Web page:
Focalóir Gaoidhilge-Sax-bhéarla; or, An Irish-English dictionary [by J. O'Brien].

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Strana 79 - O'Brien, in his Irish dictionary, describes the keen* as — "a cry for the dead, according to certain loud and mournful notes, and verses, wherein the pedigree, land, property, generosity and good actions of the deceased person, and his ancestors, are diligently and harmoniously recounted, in order to excite pity and compassion in the hearers, and to make them sensible of their great loss in the death of the person whom they lament...
Strana 345 - scarce any words in the Irish, besides what are borrowed from the Latin or some other language, that begin with p ; insomuch, that in an ancient alphabetical vocabulary I have by me, that letter is omitted".
Strana 4 - ... in order to stretch and divide the two vowels into two different syllables. And as this consonant was quite foreign to the natural frame of the word, so it entirely corrupted and disguised its radical formation and structure. It must be confessed this method has the sanction of a respectable antiquity, and is countenanced by examples...
Strana 394 - O'Brien, in his Irish dictionary, writes " Btansighe, plural miid-sighe, she-fairies, or women-fairies, credulously supposed by the common people to be so affected to certain families, that they are heard to sing mournful lamentations about their houses by night, whenever any of the family labours under a sickness which is to end in death. But...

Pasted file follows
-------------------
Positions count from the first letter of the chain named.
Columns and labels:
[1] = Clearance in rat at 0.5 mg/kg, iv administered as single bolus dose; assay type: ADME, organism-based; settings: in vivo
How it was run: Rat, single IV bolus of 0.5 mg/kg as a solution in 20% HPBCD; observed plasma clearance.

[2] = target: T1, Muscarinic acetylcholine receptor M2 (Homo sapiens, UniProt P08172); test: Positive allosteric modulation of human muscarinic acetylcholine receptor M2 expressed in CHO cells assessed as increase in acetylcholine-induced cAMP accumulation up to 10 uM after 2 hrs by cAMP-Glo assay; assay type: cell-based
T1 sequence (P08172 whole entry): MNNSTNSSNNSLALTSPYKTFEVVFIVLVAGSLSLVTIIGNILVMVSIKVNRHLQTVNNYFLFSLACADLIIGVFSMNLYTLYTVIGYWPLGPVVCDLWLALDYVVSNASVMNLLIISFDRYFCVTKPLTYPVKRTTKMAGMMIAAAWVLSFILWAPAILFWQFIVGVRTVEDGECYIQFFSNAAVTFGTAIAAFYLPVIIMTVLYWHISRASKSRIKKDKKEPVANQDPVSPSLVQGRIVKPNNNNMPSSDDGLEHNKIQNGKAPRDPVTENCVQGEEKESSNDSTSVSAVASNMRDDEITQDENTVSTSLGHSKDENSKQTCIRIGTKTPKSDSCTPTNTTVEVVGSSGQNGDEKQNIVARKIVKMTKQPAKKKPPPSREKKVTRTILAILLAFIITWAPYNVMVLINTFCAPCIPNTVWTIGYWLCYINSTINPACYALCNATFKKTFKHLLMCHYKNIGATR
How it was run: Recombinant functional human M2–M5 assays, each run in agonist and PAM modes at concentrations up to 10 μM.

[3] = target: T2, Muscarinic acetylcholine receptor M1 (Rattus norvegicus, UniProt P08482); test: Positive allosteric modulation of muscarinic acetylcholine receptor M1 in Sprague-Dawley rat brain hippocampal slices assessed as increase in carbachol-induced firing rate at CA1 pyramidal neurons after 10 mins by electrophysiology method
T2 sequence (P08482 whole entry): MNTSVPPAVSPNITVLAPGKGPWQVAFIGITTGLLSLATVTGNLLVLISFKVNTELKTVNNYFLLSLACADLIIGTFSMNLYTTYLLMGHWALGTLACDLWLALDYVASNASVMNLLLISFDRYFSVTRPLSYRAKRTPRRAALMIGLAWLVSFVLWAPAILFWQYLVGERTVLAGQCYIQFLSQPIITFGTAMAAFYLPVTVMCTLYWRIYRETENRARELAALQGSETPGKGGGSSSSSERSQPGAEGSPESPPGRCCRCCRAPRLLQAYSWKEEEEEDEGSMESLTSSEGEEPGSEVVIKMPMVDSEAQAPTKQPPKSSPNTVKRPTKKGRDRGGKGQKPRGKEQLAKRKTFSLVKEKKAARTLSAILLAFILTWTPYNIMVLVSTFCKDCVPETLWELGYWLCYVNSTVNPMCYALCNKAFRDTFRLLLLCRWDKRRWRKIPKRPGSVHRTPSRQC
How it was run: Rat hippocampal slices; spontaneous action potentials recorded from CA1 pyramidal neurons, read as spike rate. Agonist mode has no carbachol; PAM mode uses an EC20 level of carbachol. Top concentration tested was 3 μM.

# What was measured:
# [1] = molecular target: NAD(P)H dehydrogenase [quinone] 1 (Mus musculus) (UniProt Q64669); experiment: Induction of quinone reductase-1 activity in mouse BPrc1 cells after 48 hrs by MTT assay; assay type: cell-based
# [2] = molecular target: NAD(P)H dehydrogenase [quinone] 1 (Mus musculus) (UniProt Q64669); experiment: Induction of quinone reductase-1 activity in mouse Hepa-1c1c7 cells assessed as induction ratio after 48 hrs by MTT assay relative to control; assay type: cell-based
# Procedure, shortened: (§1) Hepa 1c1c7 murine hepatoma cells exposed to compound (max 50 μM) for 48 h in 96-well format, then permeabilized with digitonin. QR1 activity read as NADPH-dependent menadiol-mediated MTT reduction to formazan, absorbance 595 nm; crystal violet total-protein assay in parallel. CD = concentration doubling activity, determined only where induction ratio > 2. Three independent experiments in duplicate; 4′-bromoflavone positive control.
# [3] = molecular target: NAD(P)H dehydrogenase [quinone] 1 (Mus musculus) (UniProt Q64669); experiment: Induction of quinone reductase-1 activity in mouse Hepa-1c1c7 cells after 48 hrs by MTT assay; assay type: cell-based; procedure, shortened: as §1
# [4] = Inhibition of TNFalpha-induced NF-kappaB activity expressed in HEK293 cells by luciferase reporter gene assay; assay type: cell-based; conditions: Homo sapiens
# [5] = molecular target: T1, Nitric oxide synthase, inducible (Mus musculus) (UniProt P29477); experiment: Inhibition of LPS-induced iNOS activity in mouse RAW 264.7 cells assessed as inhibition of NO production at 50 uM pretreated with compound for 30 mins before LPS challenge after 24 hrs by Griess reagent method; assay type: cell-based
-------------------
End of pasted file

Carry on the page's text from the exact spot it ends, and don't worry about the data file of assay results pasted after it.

Strana 394 - ... is set down in an Irish elegy on the death of one of the knights of Kerry, importing that when the fairy-woman of the family was heard to lament his death at Dingle (a sea-port town, the property of those knights), every one of the merchants was alarmed, lest the mournful cry should be a forewarning of his own death ; but the poet assures them, in a very humorous manner, that they may make themselves very easy on that occasion.
Strana 4 - Jaebjl, gaojbjt, and 3>ajbjl;c, "5&&>)l)c, 3d°,Jtyljc> into which they have been changed, yet the originals from which they were derived are still preserved in their primitive simplicity, by the very pronunciation of these latter words, which is very nearly the same as that of the former, inasmuch as the adventitious...
Strana 4 - ... adventitious to, or originally inseparable from the radical formation of the word, should both be of the same denomination or class of either broad or small vowels : and this without any regard to the primitive elementary structure of the word.
Strana 103 - O'Cowhig and O'Floinn Arda, about the middle of the last century, has the following observation which nearly holds good at the present day : " But the melancholy remark which remains to be made is, that, of the two families first mentioned, there is not, to my knowledge, one individual now existing that may be held in the light of a gentleman, having been all dispossessed long since of their very ancient and large properties ; which, indeed, is the case with many other Irish families, not less illustrious...

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